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Location: Kenya

Regional Program: Southeastern Kenya WaSH Program

Impact: 500 Served

Project Phase:  Installed

Functionality Status:  Functional

Community Profile & Stories

This project is a part of our shared program with Africa Sand Dam Foundation. Our team is pleased to directly share the below report (edited for clarity, as needed).

Welcome to the Community

Kiluta Self-Help Group is from Matiliku Village of Makueni County. 1500 people live in this area, but only 26 members are part of the self-help group. The Kiluta Self-Help Group is in its second year of helping their community by implementing water projects and receiving farming aid through ASDF and TWP. In its first year, the group was able to construct its first sand dam and shallow well. The group has already enjoyed the benefits of the first sand dam constructed! (Editor’s Note: While this many people may have access on any given day, realistically a single water source can only support a population of 350-500 people. That’s why second projects, third, and beyond are so important for densely populated areas!)

Water Situation

The sand dam provided constant, reliable water throughout last year. The community no longer has to walk three kilometers in search of water. The community has also been able to generate income from vegetables grown using the sand dam’s water. The community plans to have more dams to give all of its members equal access to water. The construction of this new dam will enable more members to have water closer to home, and allow more users to get water at any given time.

Locals tote 20-liter jerrycans to the hand-dug well that was installed adjacent to the first sand dam. Once home, water is stored in pots meant for different uses such as cooking and drinking.

Water coming through the sand dam has improved a lot since it was first installed last year. The water must still be boiled before drinking, but it is expected to make even greater improvement as the dam collects more sand, creating a natural filter. The biggest issue is that this hand-dug well is still over four kilometers away for some community members; a new sand dam will bring water close to home.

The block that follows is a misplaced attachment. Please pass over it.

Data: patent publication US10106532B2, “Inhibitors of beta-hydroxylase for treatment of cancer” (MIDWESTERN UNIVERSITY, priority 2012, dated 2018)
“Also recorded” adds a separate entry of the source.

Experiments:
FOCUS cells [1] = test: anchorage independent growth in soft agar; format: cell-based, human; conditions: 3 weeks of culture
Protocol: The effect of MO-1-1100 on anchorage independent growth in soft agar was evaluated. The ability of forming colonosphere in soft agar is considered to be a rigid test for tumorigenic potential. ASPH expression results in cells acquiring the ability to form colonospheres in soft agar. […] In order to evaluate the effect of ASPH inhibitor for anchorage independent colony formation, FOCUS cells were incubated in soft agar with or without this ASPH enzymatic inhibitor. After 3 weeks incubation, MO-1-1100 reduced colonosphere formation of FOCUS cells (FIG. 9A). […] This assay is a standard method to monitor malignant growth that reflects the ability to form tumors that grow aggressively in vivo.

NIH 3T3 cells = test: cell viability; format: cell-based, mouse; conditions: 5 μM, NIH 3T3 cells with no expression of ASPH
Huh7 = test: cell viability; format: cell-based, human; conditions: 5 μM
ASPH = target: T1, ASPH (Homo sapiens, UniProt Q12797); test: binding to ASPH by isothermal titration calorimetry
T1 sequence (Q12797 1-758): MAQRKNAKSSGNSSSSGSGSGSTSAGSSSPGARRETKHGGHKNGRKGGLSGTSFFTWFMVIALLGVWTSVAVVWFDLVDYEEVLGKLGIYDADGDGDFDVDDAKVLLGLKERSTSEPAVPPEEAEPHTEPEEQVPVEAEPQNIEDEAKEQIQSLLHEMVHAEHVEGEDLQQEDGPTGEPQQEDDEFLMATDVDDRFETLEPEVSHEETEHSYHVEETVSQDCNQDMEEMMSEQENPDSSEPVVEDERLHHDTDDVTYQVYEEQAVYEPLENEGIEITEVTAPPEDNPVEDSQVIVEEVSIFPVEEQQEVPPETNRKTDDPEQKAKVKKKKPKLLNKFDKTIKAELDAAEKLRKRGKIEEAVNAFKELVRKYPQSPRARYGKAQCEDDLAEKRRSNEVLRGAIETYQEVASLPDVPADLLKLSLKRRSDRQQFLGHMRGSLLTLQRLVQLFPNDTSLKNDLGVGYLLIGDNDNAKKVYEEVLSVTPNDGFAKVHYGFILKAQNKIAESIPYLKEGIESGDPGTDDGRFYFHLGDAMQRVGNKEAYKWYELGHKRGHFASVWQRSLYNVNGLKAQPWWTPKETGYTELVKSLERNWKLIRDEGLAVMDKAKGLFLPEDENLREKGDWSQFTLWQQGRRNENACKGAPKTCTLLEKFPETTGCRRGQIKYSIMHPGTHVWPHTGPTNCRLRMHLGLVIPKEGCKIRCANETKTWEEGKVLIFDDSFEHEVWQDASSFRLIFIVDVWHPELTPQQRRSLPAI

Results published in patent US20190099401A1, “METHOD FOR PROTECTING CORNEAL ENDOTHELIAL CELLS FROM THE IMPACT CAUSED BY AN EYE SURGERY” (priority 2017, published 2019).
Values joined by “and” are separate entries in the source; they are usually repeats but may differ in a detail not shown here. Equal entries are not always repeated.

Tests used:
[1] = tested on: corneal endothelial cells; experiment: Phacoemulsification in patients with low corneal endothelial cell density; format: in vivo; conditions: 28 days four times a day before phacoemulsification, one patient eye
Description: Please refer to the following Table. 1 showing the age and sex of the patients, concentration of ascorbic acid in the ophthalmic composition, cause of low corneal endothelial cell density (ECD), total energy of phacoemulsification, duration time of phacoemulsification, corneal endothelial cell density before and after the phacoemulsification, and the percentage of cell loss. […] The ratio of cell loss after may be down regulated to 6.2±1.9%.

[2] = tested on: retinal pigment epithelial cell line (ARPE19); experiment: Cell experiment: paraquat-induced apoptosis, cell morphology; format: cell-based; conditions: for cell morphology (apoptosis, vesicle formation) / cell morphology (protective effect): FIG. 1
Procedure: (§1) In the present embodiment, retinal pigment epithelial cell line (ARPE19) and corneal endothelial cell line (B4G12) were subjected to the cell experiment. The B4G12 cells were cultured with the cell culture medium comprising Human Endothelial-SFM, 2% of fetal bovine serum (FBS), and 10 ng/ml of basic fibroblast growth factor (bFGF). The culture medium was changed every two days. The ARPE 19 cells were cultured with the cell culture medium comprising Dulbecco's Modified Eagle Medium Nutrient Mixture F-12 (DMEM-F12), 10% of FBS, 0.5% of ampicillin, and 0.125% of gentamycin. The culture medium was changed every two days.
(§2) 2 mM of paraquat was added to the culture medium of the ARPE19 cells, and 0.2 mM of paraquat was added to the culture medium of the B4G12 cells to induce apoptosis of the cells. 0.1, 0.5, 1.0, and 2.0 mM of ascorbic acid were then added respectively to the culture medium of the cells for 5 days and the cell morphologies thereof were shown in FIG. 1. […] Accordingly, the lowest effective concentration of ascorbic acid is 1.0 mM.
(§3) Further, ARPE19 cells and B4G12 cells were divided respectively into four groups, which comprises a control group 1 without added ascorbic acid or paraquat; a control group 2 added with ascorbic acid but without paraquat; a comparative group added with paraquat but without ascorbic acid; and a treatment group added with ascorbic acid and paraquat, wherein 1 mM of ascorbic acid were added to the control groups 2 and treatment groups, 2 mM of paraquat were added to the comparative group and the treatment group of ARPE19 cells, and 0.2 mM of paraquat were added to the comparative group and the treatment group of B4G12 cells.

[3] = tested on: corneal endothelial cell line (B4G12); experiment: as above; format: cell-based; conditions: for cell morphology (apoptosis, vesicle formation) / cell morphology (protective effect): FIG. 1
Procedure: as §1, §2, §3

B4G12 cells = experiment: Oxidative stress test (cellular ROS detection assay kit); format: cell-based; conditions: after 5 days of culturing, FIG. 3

Sanitation Situation

Kiluta Self-Help Group has not only benefited from a first year project, but has also benefited from hygiene and sanitation training. They learned the importance of having and using a latrine, and thus 100% of households currently have a latrine. One quarter of homes have a hand-washing station, and over half have useful tools like dish racks and clotheslines. Many of the group members are farmers, and highly value having a compost pit dug behind their homes.

Since that training, the community’s awareness of health has greatly improved. Now, some families have hand-washing stations. Most have a bathing room so that they can clean up on a daily basis. Water is integral in both personal and household hygiene, so more water will provide the opportunity for cleanliness. Local farmer and self-help group member George Muthiani says, “We have seen great improvement in terms of water supply from the first sand dam. Our aim is to have more sand dams, hence more water is clean for use at our homes.”

Plans: Hygiene and Sanitation Review

A refresher training will be conducted for one day, to check on and ensure that concepts learned last year are still being implemented today.

Plans: Sand Dam

The sand dam is projected to be 27.5 meters long and 4.8 meters high. It will be at a location further down the river, closer to community members who had trouble accessing the first sand dam. The area was chosen by the community, and we have confirmed that there is enough base rock and stable river banks to support a sand dam.

The self-help group is also building a hand-dug well adjacent to the dam that will give them safe access to water (click here to see the well project).

Recent Project Updates

11/15/2017: A Year Later: Kiluta Sand Dam